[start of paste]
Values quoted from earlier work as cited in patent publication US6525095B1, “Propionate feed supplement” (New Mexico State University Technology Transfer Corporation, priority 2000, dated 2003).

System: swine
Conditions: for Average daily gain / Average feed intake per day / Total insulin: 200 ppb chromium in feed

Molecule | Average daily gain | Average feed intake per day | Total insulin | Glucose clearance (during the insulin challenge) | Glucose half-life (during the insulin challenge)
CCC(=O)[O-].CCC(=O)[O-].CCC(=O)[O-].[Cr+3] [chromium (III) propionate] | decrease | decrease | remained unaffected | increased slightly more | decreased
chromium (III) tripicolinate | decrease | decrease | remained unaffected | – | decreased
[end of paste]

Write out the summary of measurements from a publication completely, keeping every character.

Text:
Values quoted from earlier work as cited in patent publication US6525095B1, “Propionate feed supplement” (New Mexico State University Technology Transfer Corporation, priority 2000, dated 2003).

System: swine
Conditions: for Average daily gain / Average feed intake per day / Total insulin: 200 ppb chromium in feed

Molecule | Average daily gain | Average feed intake per day | Total insulin | Glucose clearance (during the insulin challenge) | Glucose half-life (during the insulin challenge)
CCC(=O)[O-].CCC(=O)[O-].CCC(=O)[O-].[Cr+3] [chromium (III) propionate] | decrease | decrease | remained unaffected | increased slightly more | decreased
chromium (III) tripicolinate | decrease | decrease | remained unaffected | – | decreased